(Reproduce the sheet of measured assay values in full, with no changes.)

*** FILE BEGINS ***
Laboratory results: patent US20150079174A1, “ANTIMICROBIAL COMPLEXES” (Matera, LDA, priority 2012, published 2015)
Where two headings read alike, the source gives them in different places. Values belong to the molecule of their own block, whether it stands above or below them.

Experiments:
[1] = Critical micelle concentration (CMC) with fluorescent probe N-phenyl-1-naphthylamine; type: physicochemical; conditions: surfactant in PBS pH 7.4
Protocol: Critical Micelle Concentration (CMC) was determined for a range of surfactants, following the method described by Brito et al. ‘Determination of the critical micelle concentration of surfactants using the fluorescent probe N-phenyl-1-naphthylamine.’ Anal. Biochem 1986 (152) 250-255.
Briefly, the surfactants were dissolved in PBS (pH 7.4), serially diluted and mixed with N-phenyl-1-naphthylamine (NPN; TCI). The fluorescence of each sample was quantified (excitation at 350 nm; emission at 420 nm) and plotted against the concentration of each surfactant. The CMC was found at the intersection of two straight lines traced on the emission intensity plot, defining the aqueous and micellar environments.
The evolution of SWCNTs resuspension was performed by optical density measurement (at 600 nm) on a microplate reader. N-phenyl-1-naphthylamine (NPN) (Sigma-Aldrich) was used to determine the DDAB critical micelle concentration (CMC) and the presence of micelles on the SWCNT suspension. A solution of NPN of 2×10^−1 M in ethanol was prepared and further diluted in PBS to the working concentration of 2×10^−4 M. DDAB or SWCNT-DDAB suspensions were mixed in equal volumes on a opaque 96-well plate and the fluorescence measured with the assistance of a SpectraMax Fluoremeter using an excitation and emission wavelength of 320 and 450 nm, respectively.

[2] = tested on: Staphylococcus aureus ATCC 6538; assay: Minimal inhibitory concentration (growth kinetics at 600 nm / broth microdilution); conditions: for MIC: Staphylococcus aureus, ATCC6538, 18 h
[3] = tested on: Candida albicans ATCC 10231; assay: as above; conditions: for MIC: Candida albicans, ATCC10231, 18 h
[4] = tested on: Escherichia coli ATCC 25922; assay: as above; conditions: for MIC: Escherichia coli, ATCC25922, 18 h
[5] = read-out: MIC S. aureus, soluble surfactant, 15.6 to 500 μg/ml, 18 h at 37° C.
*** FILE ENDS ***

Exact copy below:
Laboratory results: patent US20150079174A1, “ANTIMICROBIAL COMPLEXES” (Matera, LDA, priority 2012, published 2015)
Where two headings read alike, the source gives them in different places. Values belong to the molecule of their own block, whether it stands above or below them.

Experiments:
[1] = Critical micelle concentration (CMC) with fluorescent probe N-phenyl-1-naphthylamine; type: physicochemical; conditions: surfactant in PBS pH 7.4
Protocol: Critical Micelle Concentration (CMC) was determined for a range of surfactants, following the method described by Brito et al. ‘Determination of the critical micelle concentration of surfactants using the fluorescent probe N-phenyl-1-naphthylamine.’ Anal. Biochem 1986 (152) 250-255.
Briefly, the surfactants were dissolved in PBS (pH 7.4), serially diluted and mixed with N-phenyl-1-naphthylamine (NPN; TCI). The fluorescence of each sample was quantified (excitation at 350 nm; emission at 420 nm) and plotted against the concentration of each surfactant. The CMC was found at the intersection of two straight lines traced on the emission intensity plot, defining the aqueous and micellar environments.
The evolution of SWCNTs resuspension was performed by optical density measurement (at 600 nm) on a microplate reader. N-phenyl-1-naphthylamine (NPN) (Sigma-Aldrich) was used to determine the DDAB critical micelle concentration (CMC) and the presence of micelles on the SWCNT suspension. A solution of NPN of 2×10^−1 M in ethanol was prepared and further diluted in PBS to the working concentration of 2×10^−4 M. DDAB or SWCNT-DDAB suspensions were mixed in equal volumes on a opaque 96-well plate and the fluorescence measured with the assistance of a SpectraMax Fluoremeter using an excitation and emission wavelength of 320 and 450 nm, respectively.

[2] = tested on: Staphylococcus aureus ATCC 6538; assay: Minimal inhibitory concentration (growth kinetics at 600 nm / broth microdilution); conditions: for MIC: Staphylococcus aureus, ATCC6538, 18 h
[3] = tested on: Candida albicans ATCC 10231; assay: as above; conditions: for MIC: Candida albicans, ATCC10231, 18 h
[4] = tested on: Escherichia coli ATCC 25922; assay: as above; conditions: for MIC: Escherichia coli, ATCC25922, 18 h
[5] = read-out: MIC S. aureus, soluble surfactant, 15.6 to 500 μg/ml, 18 h at 37° C.